Language, cohesion and form.

Language, cohesion and form. By Margaret Masterman, ed. by Yorick Wilks. (Studies in natural language processing.) Cambridge: Cambridge University Press, 2005. Pp. x, 312. ISBN 0521454891. $101 (Hb).

Reviewed by Aleksandar Čarapić, University of Belgrade

Language, cohesion and form brings together some of the most influential papers by Margaret Masterman (1910–1986), a pioneer in the field of computational linguistics and the founder of the Cambridge Language Research Unit. According to the editor, Yorick Wilks, the collection ‘is a posthumous tribute to Margaret Masterman’, which aims to represent ‘the influence of her ideas and life on the development of processing of language by computers, a part of what would now be called artificial intelligence’ (ix).

In addition to the editor’s preface, the collection consists of eleven chapters, which are organized into five parts. Part 1, ‘Basic forms for language structure’ (21–80), opens with Ch. 1, ‘Words’, which—using the term ‘word’ in the sense used by logicians—discusses three typical philosophers’ replies to the question ‘What is a word?’. Ch. 2, ‘Fans and heads’, is an extreme instance of M’s idea that certain kinds of logical formalism were essential for understanding the function of language. Outlining a sketch of a mathematical model of language, Ch. 3, ‘Classification, concept-formation and language’, proposes an alternative method of analyzing language.

As the opening chapter of Part 2, ‘The thesaurus as a tool for machine translation’ (81–146), Ch. 4, ‘Potentialities of a mechanical thesaurus’, deals with the thesaurus as an aid to mechanical translation (MT). It also provides examples of dictionary tree uses and outlines a mechanical translation program using a thesaurus. Ch. 5, ‘What is a thesaurus’, presents arguments for the necessity of an MT thesaurus.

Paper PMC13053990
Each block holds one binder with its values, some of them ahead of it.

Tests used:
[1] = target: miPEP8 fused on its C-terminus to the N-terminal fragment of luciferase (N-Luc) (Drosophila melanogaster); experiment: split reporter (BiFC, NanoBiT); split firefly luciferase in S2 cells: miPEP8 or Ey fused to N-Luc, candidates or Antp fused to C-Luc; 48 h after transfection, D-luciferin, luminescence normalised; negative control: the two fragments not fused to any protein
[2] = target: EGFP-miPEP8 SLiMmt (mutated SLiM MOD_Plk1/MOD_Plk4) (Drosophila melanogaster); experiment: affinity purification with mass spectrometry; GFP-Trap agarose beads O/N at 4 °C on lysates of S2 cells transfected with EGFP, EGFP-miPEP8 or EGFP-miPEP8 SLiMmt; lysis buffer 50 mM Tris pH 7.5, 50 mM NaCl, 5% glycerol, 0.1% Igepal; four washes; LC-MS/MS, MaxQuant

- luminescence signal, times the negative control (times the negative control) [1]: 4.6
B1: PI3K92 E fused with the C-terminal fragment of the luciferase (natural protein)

Part 3, ‘Experiments in machine translation’ (147–223), opens with Ch. 6, ‘Agricola in curvo terram dimovit aratro’, which, using Roget’s Thesaurus, examines a first-stage translation from Latin into English. Ch. 7, ‘Mechanical pidgin translation’, provides ‘an estimate of the research value of word-for-word translation into a language, rather than into the full normal form of an output language’ (161). Ch. 8, ‘Translation’, presents a philosophical model of translation.

Ch. 9, ‘Commentary on the Guberina hypothesis’, opens Part 4, ‘Phrasings, breath groups and text processing’ (225–88). Ch. 10, ‘Semantics algorithms’, aims to compute semantic paragraph patterns.

Part 5, ‘Metaphor, analogy, and the philosophy of science’ (281–309), includes the final chapter, ‘Braithwaite and Kuhn: Analogy-clusters within and without hypothetico-deductive systems in science’, which, on the one hand, discusses Thomas Kuhn’s relativist conceptions of science and of a paradigm, and on the other, Richard B. Braithwaite’s account of science.

As the collection shows, M was ahead of her time because her beliefs and proposals ‘for language processing by computer have now become part of the common stock of ideas in artificial intelligence (AI) and MT fields’ (1). Some parts would not be easy to read without the commentaries of both the editor (Chs. 2, 8, and 10) and Karen Spärk Jones (Ch. 6). In short, the collection represents an important document on the development of ideas related to AI and MT and is a nice tribute to a scientist whose ideas did not get sufficient attention during her lifetime.